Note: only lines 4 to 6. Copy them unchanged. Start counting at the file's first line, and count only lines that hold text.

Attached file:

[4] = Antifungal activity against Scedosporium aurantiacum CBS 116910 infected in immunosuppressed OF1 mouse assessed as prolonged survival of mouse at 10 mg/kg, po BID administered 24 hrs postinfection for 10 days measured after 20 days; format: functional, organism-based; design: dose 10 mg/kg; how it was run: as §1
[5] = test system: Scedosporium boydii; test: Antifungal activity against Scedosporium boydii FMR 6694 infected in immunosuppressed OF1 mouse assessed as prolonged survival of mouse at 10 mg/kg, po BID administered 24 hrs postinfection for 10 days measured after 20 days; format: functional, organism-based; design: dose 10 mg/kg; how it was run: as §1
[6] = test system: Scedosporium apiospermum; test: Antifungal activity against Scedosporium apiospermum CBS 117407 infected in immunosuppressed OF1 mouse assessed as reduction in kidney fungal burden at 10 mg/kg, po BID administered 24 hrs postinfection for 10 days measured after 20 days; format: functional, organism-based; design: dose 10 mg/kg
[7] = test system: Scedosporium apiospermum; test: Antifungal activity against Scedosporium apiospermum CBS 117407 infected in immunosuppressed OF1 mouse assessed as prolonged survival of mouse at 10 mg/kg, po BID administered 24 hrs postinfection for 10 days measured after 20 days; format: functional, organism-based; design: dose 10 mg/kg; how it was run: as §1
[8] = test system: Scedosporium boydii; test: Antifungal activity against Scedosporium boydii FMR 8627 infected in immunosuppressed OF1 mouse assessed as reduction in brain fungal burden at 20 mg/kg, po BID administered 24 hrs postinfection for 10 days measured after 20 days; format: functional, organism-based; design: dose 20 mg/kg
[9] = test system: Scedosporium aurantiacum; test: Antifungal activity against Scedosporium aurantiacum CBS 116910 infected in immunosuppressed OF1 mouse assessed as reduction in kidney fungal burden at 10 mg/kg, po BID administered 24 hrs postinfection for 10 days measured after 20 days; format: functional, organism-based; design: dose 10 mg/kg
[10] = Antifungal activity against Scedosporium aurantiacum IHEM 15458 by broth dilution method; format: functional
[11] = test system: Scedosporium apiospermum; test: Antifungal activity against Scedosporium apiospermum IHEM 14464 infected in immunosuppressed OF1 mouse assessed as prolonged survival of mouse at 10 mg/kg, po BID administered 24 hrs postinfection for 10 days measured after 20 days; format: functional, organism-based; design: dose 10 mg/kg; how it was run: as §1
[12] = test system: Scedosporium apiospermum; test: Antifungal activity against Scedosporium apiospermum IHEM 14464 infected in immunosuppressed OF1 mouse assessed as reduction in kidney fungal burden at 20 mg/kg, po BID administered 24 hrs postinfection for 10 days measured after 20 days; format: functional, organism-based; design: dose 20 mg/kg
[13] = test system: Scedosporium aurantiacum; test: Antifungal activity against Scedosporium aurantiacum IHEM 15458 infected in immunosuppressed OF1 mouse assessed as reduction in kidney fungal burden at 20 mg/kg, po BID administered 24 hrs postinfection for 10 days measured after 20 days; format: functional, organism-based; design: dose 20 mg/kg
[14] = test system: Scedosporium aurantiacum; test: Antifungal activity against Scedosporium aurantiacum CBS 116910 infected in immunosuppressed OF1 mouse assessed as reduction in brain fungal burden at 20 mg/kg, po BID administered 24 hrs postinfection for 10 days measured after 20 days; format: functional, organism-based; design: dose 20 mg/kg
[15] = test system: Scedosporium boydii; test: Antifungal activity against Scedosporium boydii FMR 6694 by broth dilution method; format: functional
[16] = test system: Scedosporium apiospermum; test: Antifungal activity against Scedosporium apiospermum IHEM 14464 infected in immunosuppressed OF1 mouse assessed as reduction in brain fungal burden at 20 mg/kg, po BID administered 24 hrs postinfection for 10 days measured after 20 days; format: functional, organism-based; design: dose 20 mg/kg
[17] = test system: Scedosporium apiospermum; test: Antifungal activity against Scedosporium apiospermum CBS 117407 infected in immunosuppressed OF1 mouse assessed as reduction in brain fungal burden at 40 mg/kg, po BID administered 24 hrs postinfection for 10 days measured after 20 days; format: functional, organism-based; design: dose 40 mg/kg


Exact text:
[7] = test system: Scedosporium apiospermum; test: Antifungal activity against Scedosporium apiospermum CBS 117407 infected in immunosuppressed OF1 mouse assessed as prolonged survival of mouse at 10 mg/kg, po BID administered 24 hrs postinfection for 10 days measured after 20 days; format: functional, organism-based; design: dose 10 mg/kg; how it was run: as §1
[8] = test system: Scedosporium boydii; test: Antifungal activity against Scedosporium boydii FMR 8627 infected in immunosuppressed OF1 mouse assessed as reduction in brain fungal burden at 20 mg/kg, po BID administered 24 hrs postinfection for 10 days measured after 20 days; format: functional, organism-based; design: dose 20 mg/kg
[9] = test system: Scedosporium aurantiacum; test: Antifungal activity against Scedosporium aurantiacum CBS 116910 infected in immunosuppressed OF1 mouse assessed as reduction in kidney fungal burden at 10 mg/kg, po BID administered 24 hrs postinfection for 10 days measured after 20 days; format: functional, organism-based; design: dose 10 mg/kg